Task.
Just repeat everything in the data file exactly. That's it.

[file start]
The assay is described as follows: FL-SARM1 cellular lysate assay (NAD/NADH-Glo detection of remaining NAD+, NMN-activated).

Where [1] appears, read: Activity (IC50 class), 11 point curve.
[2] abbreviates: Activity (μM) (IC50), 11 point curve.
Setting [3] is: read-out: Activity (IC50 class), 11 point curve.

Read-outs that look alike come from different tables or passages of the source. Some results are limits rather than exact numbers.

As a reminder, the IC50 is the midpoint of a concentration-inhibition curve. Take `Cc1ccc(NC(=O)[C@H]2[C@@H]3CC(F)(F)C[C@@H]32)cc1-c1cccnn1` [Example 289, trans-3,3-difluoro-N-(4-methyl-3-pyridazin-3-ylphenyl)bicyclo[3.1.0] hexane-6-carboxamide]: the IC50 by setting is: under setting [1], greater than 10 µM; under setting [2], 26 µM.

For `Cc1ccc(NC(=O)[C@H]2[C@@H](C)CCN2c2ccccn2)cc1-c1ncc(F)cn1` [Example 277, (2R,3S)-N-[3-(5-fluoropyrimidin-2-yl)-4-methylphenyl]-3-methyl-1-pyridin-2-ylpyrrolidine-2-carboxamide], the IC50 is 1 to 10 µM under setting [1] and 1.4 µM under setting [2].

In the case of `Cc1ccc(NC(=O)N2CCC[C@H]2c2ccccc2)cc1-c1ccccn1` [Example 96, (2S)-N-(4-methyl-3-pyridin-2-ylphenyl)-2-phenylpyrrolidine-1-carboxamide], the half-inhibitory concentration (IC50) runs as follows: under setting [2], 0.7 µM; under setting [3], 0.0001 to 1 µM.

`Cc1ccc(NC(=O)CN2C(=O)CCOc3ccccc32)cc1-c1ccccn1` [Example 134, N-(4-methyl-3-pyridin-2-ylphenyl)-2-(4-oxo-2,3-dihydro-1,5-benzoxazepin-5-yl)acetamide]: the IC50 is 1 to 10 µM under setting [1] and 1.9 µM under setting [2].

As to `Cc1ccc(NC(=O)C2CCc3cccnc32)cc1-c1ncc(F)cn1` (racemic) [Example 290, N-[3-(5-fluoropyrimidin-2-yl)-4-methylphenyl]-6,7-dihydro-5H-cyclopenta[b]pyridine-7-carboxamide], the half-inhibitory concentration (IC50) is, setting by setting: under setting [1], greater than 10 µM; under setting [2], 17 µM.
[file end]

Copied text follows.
The assay is described as follows: FL-SARM1 cellular lysate assay (NAD/NADH-Glo detection of remaining NAD+, NMN-activated).

Where [1] appears, read: Activity (IC50 class), 11 point curve.
[2] abbreviates: Activity (μM) (IC50), 11 point curve.
Setting [3] is: read-out: Activity (IC50 class), 11 point curve.

Read-outs that look alike come from different tables or passages of the source. Some results are limits rather than exact numbers.

As a reminder, the IC50 is the midpoint of a concentration-inhibition curve. Take `Cc1ccc(NC(=O)[C@H]2[C@@H]3CC(F)(F)C[C@@H]32)cc1-c1cccnn1` [Example 289, trans-3,3-difluoro-N-(4-methyl-3-pyridazin-3-ylphenyl)bicyclo[3.1.0] hexane-6-carboxamide]: the IC50 by setting is: under setting [1], greater than 10 µM; under setting [2], 26 µM.

For `Cc1ccc(NC(=O)[C@H]2[C@@H](C)CCN2c2ccccn2)cc1-c1ncc(F)cn1` [Example 277, (2R,3S)-N-[3-(5-fluoropyrimidin-2-yl)-4-methylphenyl]-3-methyl-1-pyridin-2-ylpyrrolidine-2-carboxamide], the IC50 is 1 to 10 µM under setting [1] and 1.4 µM under setting [2].

In the case of `Cc1ccc(NC(=O)N2CCC[C@H]2c2ccccc2)cc1-c1ccccn1` [Example 96, (2S)-N-(4-methyl-3-pyridin-2-ylphenyl)-2-phenylpyrrolidine-1-carboxamide], the half-inhibitory concentration (IC50) runs as follows: under setting [2], 0.7 µM; under setting [3], 0.0001 to 1 µM.

`Cc1ccc(NC(=O)CN2C(=O)CCOc3ccccc32)cc1-c1ccccn1` [Example 134, N-(4-methyl-3-pyridin-2-ylphenyl)-2-(4-oxo-2,3-dihydro-1,5-benzoxazepin-5-yl)acetamide]: the IC50 is 1 to 10 µM under setting [1] and 1.9 µM under setting [2].

As to `Cc1ccc(NC(=O)C2CCc3cccnc32)cc1-c1ncc(F)cn1` (racemic) [Example 290, N-[3-(5-fluoropyrimidin-2-yl)-4-methylphenyl]-6,7-dihydro-5H-cyclopenta[b]pyridine-7-carboxamide], the half-inhibitory concentration (IC50) is, setting by setting: under setting [1], greater than 10 µM; under setting [2], 17 µM.